Many years ago, there was a nation with great prosperity. It was ruled by a good and generous king, who started worrying that the prosperity of his people was causing them to become lazy and demanding. In fact, it appeared to him that the more money that flowed into the nation from its active ports and businesses, the less his people worked, and the more they demanded.
Many of the king’s advisors tried assuring him that his perspective was a little off, but the king couldn’t be convinced. Instead, he decided to test his theory. One of the wealthier towns of his kingdom was just a day’s journey from the palace. The town was nestled between two mountains so that travelers could only enter and exit the city from two gates; one in the north and one in the south. The ports and farms of the city were mostly to the north, so on that road, the king placed a giant boulder in the path. He then hid himself a short distance away to see what would happen.
Shortly after the rock was placed, a group of wealthy merchants came by. They were very frustrated by the rock, but instead of moving it, they ordered their servants to travel around the rock, though that required walking through swampy waters. Next, some of the local citizens came by. They grumbled about the inefficiency of the city government, claimed that the king was not doing his job and complained loudly how about how much this was going to affect their daily routines. They too traveled around the boulder.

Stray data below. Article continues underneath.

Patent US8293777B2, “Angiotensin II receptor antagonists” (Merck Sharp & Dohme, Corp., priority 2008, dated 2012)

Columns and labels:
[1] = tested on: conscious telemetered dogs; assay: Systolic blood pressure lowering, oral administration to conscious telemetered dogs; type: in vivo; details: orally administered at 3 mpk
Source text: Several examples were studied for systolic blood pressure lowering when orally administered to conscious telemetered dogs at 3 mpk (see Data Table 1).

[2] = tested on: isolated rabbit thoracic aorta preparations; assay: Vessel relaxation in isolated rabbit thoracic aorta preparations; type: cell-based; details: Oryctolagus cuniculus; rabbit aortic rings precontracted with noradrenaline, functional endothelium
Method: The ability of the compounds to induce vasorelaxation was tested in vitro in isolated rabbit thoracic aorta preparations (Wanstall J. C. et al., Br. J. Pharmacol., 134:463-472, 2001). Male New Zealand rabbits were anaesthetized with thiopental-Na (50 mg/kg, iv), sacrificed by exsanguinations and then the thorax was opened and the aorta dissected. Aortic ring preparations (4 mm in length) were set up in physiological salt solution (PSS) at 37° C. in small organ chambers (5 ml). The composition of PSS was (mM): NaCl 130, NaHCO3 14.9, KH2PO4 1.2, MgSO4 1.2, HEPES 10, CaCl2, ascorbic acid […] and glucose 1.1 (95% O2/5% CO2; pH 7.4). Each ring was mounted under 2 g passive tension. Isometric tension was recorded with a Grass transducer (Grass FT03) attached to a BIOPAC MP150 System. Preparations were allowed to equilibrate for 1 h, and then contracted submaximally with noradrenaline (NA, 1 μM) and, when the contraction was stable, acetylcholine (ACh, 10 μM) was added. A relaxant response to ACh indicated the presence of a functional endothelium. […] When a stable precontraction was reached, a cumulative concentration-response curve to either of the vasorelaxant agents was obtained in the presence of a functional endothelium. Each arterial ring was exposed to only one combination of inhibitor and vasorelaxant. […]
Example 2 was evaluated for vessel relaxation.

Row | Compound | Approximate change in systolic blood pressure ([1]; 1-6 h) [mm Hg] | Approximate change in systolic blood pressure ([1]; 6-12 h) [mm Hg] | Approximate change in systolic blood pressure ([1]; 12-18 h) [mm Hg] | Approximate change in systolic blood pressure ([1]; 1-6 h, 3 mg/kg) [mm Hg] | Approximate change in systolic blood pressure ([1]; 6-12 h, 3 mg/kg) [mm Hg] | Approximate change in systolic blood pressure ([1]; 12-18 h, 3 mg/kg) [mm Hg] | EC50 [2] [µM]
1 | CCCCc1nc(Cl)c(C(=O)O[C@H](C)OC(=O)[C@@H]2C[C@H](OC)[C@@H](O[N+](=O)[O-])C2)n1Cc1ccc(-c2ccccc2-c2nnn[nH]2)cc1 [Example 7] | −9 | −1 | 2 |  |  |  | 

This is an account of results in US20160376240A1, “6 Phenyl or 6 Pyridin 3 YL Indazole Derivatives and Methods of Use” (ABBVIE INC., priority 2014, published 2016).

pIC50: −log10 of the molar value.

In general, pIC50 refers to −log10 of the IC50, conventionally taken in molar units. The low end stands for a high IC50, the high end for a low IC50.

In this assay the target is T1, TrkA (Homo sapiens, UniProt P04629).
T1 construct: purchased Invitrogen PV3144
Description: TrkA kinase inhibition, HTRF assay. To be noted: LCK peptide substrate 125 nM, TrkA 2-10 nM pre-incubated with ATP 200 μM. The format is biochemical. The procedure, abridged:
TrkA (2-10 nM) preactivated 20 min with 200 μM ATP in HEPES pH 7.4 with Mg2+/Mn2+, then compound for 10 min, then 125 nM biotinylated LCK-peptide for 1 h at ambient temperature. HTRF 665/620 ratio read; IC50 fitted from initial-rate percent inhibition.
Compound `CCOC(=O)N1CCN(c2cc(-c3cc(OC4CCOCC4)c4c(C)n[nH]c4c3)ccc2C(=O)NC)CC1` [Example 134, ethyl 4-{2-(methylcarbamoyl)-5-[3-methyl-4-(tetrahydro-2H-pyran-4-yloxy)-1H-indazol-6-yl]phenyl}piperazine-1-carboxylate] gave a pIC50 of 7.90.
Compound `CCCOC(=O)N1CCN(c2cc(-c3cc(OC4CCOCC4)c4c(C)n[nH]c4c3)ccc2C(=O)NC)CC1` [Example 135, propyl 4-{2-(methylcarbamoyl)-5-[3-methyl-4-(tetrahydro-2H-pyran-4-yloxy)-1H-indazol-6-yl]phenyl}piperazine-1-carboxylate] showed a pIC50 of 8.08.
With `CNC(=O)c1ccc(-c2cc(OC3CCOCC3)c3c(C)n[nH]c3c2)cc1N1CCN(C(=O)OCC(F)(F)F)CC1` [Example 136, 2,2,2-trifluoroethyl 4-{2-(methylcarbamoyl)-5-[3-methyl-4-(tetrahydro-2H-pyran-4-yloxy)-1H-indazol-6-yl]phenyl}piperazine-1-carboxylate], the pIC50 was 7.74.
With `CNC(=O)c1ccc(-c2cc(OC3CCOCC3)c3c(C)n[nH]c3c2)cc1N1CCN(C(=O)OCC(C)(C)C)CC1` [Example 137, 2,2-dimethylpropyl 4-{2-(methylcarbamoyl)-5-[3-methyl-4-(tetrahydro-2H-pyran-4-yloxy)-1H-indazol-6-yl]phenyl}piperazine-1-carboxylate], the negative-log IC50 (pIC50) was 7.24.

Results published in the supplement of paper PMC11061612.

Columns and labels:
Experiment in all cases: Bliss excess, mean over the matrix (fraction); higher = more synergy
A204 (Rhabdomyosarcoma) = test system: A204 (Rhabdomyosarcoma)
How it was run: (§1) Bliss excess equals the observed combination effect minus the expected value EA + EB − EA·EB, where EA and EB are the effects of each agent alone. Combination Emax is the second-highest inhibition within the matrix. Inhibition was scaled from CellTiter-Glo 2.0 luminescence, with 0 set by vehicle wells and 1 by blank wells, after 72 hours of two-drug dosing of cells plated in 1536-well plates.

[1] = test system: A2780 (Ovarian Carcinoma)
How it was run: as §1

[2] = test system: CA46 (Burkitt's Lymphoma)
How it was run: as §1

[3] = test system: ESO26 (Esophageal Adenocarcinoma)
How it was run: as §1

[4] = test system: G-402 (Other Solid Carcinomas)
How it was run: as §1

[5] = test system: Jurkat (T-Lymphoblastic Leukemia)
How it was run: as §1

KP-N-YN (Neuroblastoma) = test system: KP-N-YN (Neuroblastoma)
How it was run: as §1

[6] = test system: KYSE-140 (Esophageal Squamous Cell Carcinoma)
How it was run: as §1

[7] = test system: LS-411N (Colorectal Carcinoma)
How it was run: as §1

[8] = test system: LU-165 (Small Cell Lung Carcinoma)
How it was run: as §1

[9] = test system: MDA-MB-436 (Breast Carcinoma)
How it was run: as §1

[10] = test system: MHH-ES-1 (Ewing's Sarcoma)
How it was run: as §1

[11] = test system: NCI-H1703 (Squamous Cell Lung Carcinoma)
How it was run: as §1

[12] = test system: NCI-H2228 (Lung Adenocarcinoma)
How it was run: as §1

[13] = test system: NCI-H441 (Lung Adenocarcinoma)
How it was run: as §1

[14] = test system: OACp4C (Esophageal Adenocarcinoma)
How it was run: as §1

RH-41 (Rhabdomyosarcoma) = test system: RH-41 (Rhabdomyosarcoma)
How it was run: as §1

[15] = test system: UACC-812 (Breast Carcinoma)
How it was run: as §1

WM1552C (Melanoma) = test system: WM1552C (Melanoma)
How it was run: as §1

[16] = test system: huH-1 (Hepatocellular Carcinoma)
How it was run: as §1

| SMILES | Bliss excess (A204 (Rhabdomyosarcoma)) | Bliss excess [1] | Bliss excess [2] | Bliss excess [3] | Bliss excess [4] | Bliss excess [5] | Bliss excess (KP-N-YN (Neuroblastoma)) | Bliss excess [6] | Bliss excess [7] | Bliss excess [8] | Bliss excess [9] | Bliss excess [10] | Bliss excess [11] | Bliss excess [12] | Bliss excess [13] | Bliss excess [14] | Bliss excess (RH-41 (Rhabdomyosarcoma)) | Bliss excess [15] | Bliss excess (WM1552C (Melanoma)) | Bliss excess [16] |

All afternoon the story was the same: workers, business owners, priests and peasants all griped about the rock, but did nothing about its position.
Finally, as the day was coming to an end, the king watched as a peasant returned from working in the fields. The peasant was dirty from his labor, and burdened down with several baskets full of freshly picked produce. He saw the rock, set his baskets down and then worked for nearly an hour to move the giant rock. During that time others came by who simply scoffed or shuffled quickly past without lending a hand.
With one last heave, the peasant pushed the boulder into the swamp that ran next to the road and returned to pick up his fruits and vegetables. When he did, he realized there was a large bag laying on the road under where the boulder had been. He picked it up and found 1000 gold coins and a note from the king, thanking whomever would move this boulder. The peasant returned home with more than produce to show his wife and kids.
Four questions for you as you ponder the application of this parable:
- Are you avoiding any hard work in your life because it is inconvenient, too challenging or you’re “too busy” to make it happen?
- What areas of personal growth are you avoiding because you are wasting your time and energy blaming others for the problem?
- Are there people in your life working hard on a problem that you could easily help?
- What rewards are waiting for you if you would tackle the challenges of your life head-on?
Living the Overboard Life demands facing life’s challenges, and helping others to do the same. The reward won’t be fully realized until after you’ve done the hard work!
Go ahead and take the plunge, life is always better on the water!